Thrustmaster T-Flight Headset

    The sound quality is also very good, although this might matter less in a computer headset than it would in one that would be used for high end music listening. I tried it out on some audio recordings played through the computer, and (keeping in mind the limitations of my audio acuity these days) the T-Flight performed quite well. It has been decades since I had anything other than earbuds for music listening, and I may well utilize the T-Flight on occasion for that purpose when it is not engaged in flight simulation.

    It has a master volume control on the left ear cup, again just like the real ones, and it also has a mike control unit in-line on the cord going to the computer. This allows you to mute the mike, and also to vary the mike volume, which is likely to be a handy feature when you are working with some kind of live ATC service. I used Rip Vinyl to make a recording using the microphone, and the sound quality going out is very good. The VATSIM and Pilot Edge controllers will have no difficulty understanding you when you are using this headset.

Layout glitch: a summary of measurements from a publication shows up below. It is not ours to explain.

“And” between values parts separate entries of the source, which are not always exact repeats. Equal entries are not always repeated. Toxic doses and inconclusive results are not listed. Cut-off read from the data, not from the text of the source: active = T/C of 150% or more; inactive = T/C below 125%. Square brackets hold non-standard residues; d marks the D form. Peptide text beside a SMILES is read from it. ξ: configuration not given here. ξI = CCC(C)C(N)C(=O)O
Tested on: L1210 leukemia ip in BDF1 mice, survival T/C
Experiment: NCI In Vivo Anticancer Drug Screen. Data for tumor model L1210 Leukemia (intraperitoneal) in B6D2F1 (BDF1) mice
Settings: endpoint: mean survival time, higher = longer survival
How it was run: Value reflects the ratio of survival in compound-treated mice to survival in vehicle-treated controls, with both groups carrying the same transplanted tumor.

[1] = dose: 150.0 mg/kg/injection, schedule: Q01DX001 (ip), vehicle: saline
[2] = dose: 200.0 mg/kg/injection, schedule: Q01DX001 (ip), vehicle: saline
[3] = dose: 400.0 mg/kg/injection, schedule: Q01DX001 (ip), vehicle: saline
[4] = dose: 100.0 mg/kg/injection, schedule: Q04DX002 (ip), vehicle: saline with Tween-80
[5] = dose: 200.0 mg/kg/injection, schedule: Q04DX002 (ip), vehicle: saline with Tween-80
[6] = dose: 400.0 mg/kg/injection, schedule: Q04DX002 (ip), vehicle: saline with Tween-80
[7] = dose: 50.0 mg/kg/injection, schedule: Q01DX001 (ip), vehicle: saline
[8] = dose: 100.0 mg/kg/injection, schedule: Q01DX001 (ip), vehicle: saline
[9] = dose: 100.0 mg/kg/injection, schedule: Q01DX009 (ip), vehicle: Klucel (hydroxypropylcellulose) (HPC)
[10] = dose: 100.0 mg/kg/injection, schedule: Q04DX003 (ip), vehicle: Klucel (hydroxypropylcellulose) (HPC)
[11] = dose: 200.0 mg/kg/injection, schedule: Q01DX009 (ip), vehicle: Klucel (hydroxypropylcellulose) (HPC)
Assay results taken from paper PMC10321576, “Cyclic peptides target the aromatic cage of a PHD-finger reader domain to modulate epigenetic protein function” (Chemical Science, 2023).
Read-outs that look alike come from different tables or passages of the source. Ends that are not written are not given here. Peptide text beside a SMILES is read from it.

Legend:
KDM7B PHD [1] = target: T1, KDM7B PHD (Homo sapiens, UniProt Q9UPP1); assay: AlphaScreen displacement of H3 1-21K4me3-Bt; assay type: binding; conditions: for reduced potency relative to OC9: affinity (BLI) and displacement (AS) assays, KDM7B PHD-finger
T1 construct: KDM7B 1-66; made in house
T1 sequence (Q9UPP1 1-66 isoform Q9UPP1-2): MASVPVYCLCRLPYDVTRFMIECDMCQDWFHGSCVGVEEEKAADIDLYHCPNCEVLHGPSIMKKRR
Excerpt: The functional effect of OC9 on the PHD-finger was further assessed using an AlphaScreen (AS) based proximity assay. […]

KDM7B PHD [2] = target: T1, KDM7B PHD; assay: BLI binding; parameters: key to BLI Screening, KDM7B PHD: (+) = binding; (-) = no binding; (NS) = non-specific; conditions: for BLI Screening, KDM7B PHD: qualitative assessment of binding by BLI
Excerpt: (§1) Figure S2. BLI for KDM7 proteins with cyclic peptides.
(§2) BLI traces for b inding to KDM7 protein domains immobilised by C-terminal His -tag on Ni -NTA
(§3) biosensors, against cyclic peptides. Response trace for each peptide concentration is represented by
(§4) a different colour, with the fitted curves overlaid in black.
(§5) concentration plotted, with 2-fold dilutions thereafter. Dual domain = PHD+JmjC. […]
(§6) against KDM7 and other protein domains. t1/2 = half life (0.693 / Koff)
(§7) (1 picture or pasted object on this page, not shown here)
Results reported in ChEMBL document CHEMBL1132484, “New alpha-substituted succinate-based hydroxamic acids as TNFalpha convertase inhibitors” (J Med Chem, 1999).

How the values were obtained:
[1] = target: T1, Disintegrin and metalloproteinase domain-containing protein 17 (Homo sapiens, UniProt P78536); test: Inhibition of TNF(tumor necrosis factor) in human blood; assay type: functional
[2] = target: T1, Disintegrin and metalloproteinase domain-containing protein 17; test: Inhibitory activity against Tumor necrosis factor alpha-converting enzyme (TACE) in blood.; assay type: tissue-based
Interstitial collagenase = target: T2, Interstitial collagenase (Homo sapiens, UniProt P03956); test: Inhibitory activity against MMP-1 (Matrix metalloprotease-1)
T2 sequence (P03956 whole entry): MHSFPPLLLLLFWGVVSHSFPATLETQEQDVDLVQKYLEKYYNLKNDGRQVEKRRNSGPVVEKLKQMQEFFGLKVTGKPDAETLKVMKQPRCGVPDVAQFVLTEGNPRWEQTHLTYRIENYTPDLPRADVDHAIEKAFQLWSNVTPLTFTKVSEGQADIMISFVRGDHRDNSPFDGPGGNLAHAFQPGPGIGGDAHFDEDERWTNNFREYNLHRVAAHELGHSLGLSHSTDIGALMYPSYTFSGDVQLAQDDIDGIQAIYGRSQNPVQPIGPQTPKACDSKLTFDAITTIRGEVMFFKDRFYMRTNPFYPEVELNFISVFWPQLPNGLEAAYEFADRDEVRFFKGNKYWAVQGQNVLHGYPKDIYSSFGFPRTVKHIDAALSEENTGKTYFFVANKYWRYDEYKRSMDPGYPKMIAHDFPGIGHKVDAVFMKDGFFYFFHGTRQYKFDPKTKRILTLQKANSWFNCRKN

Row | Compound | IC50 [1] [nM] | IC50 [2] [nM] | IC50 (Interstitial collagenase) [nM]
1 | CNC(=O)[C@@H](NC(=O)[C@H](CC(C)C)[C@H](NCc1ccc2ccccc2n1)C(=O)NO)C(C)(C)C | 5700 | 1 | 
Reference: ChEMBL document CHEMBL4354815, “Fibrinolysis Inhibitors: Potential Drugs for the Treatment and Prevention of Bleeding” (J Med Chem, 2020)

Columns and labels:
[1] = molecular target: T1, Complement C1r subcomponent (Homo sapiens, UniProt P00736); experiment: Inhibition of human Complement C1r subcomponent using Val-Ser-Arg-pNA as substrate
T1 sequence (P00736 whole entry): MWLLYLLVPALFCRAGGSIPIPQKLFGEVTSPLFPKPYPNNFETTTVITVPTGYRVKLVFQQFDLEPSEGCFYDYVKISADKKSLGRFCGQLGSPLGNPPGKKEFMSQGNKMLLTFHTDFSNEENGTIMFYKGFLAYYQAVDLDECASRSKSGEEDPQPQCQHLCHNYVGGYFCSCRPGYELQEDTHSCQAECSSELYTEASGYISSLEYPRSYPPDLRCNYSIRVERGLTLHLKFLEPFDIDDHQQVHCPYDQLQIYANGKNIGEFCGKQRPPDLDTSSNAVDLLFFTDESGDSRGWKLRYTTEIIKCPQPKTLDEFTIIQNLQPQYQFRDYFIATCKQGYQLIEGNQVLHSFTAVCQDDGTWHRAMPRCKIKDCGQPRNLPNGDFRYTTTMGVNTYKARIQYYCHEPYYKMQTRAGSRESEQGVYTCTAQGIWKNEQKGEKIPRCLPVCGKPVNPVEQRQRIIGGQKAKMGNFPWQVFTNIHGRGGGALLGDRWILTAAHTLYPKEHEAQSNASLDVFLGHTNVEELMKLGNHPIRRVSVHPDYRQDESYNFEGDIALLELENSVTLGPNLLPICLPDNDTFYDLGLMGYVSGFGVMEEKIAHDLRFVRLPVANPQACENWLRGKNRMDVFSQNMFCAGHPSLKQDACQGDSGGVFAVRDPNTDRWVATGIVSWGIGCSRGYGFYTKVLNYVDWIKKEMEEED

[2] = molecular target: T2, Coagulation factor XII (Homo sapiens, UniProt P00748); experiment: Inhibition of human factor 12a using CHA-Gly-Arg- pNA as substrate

The USAF edition has USAF logos on the ear cups, and the color is a military looking blue-ish grey. I have no idea if real USAF issue headsets have the AF logo on them - they certainly did not back in the day, but then again there was no actual AF logo then. I wonder if Thrustmaster had to pay royalties for the use of the logo - I would imagine not, since the government probably has rules against that sort of thing. But overall, the T-Flight Headset looks very official! The logo plates are removable, and the unit comes with three sets of plates - the current USAF logo, a logo that features a fighter pilot (all you can see of the guy or gal is the helmet!) and a third one that has a P-47 Thunderbolt image. They are easily interchangeable, so if you or your copilot gets bored with one of them, swapping the logo plate is an easy snap-in affair. They think of everything! (Actually, this same headset is offered in another version, called the Ferrari edition, with ticket-me-red ear cups and the Ferrari logo, presumably for auto simulations.)